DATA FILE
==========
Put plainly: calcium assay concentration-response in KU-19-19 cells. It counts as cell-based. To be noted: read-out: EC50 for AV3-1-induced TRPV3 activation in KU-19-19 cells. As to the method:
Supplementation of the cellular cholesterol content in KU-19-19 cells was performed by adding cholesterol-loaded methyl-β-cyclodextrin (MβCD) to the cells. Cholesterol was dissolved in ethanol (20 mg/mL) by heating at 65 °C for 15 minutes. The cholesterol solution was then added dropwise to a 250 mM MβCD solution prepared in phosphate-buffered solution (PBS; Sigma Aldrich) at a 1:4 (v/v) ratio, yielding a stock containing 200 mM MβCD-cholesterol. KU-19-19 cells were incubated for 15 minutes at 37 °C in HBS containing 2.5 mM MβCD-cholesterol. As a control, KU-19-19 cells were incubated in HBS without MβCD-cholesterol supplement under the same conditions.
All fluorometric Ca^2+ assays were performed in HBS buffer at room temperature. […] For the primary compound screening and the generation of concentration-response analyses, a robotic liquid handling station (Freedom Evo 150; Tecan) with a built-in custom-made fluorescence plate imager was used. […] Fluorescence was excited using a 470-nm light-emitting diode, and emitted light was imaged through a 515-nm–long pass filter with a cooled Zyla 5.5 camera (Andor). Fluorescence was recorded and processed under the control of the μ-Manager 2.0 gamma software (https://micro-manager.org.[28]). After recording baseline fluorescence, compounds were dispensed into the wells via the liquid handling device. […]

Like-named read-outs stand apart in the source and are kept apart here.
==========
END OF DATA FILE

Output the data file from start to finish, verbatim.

Put plainly: calcium assay concentration-response in KU-19-19 cells. It counts as cell-based. To be noted: read-out: EC50 for AV3-1-induced TRPV3 activation in KU-19-19 cells. As to the method:
Supplementation of the cellular cholesterol content in KU-19-19 cells was performed by adding cholesterol-loaded methyl-β-cyclodextrin (MβCD) to the cells. Cholesterol was dissolved in ethanol (20 mg/mL) by heating at 65 °C for 15 minutes. The cholesterol solution was then added dropwise to a 250 mM MβCD solution prepared in phosphate-buffered solution (PBS; Sigma Aldrich) at a 1:4 (v/v) ratio, yielding a stock containing 200 mM MβCD-cholesterol. KU-19-19 cells were incubated for 15 minutes at 37 °C in HBS containing 2.5 mM MβCD-cholesterol. As a control, KU-19-19 cells were incubated in HBS without MβCD-cholesterol supplement under the same conditions.
All fluorometric Ca^2+ assays were performed in HBS buffer at room temperature. […] For the primary compound screening and the generation of concentration-response analyses, a robotic liquid handling station (Freedom Evo 150; Tecan) with a built-in custom-made fluorescence plate imager was used. […] Fluorescence was excited using a 470-nm light-emitting diode, and emitted light was imaged through a 515-nm–long pass filter with a cooled Zyla 5.5 camera (Andor). Fluorescence was recorded and processed under the control of the μ-Manager 2.0 gamma software (https://micro-manager.org.[28]). After recording baseline fluorescence, compounds were dispensed into the wells via the liquid handling device. […]

Like-named read-outs stand apart in the source and are kept apart here.